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Re: [Linux-cluster] Starter Cluster / GFS



> -----Original Message-----
> From: linux-cluster-bounces redhat com [mailto:linux-cluster-
> bounces redhat com] On Behalf Of Jankowski, Chris
> Sent: Wednesday, November 10, 2010 3:04 PM
> To: linux clustering
> Subject: Re: [Linux-cluster] Starter Cluster / GFS
> 
> Robert,
> 
> One reason is that with GFS2 you do not have to do fsck on the surviving
> node after one node in the cluster failed.
> 
> Doing fsck ona 20 TB filesystem with heaps of files may take well over an
> hour.
> 
> So, if you built your cluster for HA you'd rather avoid it.
> 
> The locks need to be recovered, but this is much faster operation and fairly
> time bound. Fsck is not.
> 
> Regards,
> 
> Chris Jankowski
> 
> -----Original Message-----
> From: linux-cluster-bounces redhat com [mailto:linux-cluster-
> bounces redhat com] On Behalf Of Marti, Robert
> Sent: Thursday, 11 November 2010 07:51
> To: 'linux clustering'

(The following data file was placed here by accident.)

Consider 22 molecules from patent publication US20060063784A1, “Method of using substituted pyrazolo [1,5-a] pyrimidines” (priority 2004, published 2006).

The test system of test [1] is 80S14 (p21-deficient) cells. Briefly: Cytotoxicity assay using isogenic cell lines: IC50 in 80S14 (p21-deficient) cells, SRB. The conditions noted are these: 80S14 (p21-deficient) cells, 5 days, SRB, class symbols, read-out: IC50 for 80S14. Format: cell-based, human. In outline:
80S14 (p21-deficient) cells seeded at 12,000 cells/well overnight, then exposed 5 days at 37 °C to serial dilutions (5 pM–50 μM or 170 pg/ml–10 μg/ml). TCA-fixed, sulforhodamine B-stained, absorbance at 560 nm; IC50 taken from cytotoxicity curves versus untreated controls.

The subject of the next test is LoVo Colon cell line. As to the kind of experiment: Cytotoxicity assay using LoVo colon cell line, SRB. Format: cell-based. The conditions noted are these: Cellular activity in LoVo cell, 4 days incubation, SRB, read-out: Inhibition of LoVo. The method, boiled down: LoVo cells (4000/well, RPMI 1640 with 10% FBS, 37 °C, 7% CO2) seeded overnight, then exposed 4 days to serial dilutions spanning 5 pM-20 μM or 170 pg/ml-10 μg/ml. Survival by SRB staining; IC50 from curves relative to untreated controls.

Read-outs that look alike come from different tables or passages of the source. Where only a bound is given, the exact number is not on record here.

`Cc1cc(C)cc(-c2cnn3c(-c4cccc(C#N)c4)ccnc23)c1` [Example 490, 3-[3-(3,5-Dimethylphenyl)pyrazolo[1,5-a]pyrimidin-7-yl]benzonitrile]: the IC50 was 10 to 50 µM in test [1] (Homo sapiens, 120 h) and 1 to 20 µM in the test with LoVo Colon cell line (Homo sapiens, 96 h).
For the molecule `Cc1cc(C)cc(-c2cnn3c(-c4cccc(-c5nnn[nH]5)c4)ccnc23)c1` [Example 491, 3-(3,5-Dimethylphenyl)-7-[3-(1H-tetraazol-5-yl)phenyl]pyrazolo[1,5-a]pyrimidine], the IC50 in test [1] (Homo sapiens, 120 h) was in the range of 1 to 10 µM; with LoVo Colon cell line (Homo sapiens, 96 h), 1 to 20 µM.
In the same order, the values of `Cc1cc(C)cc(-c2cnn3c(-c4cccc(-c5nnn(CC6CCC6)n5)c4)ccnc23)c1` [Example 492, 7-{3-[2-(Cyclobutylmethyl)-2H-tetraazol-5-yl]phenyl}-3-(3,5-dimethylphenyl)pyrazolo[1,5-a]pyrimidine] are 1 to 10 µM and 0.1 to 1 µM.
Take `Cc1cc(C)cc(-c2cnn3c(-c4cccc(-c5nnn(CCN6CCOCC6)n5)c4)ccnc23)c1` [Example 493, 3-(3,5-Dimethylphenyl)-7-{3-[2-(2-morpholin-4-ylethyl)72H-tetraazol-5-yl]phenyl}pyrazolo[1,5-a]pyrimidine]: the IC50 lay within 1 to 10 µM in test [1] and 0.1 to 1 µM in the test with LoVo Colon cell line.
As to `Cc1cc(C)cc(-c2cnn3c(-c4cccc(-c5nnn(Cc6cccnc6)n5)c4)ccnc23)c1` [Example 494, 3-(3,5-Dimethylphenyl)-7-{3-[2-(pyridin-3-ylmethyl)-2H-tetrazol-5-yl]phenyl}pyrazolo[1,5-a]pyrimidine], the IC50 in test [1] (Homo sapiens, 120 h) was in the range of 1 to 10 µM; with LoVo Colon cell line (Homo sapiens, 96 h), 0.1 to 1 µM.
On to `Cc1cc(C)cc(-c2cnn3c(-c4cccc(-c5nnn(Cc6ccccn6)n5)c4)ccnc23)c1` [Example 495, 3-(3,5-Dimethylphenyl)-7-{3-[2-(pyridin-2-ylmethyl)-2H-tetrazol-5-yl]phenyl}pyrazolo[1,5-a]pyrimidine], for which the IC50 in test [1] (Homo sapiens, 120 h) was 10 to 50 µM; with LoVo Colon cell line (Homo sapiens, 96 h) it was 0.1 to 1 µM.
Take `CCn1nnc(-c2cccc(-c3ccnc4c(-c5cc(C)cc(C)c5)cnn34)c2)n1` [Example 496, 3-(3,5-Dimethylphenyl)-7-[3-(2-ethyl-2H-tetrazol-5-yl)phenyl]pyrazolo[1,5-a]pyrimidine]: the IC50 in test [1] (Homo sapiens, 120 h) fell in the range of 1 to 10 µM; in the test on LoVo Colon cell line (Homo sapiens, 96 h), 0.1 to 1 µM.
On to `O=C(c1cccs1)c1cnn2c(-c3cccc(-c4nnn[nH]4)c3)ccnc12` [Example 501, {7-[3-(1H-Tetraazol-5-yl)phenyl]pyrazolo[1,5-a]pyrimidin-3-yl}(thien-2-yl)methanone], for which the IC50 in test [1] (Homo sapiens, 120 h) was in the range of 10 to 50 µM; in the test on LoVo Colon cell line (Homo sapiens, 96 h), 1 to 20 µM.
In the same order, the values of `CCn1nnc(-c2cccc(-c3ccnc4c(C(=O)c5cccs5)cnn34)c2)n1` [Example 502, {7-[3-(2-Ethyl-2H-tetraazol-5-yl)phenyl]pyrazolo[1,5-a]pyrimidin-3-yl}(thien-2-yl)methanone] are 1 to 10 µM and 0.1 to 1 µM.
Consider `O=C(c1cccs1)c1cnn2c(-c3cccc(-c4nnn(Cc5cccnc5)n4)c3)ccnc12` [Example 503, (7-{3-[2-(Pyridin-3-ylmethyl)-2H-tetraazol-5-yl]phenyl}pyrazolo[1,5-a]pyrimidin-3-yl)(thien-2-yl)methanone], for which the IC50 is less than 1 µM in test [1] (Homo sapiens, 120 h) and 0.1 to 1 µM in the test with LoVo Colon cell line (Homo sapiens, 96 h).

> Subject: Re: [Linux-cluster] Starter Cluster / GFS
> 
> > -----Original Message-----
> > From: linux-cluster-bounces redhat com [mailto:linux-cluster-
> > bounces redhat com] On Behalf Of Nicolas Ross
> > Sent: Wednesday, November 10, 2010 1:32 PM
> > To: linux clustering
> > Subject: Re: [Linux-cluster] Starter Cluster / GFS
> >
> > > We had to make similar changes to our application.
> > >
> > > Avoid allowing two (or more) hosts to create small files in the same
> > > shared directory within a GFS filesystem.  That particular case
> > > scales poorly with GFS.
> > >
> > > If you can partition things so that two hosts will never create
> > > files in the same directory (we used a per-host directory structure
> > > for our application), or perhaps direct all write operations to one
> > > host while other hosts only read from GFS, it should perform well.
> >
> > Ok, I see. Our applications will read/write into its own directory
> > most of the time. In the rare cases when it'll be possible that 2
> > nodes read/writes to the same directory, it'll be for php sessions
> > files. If we ever need to reach to this stage, we'll have to make a
> > custom session handler to put them into a central memcached or
> something else...
> >
> 
> If that's the case, why look at shared storage at all?
> 
> --

In this scenario, he's not building the apps for HA (single server at a time, except maybe for sessions) he's not using massive filesystems (5-6TB total)...

The overhead involved in managing shared storage isn't typically worth it if you're not going to leverage the shared portion of it.

Rob Marti
 


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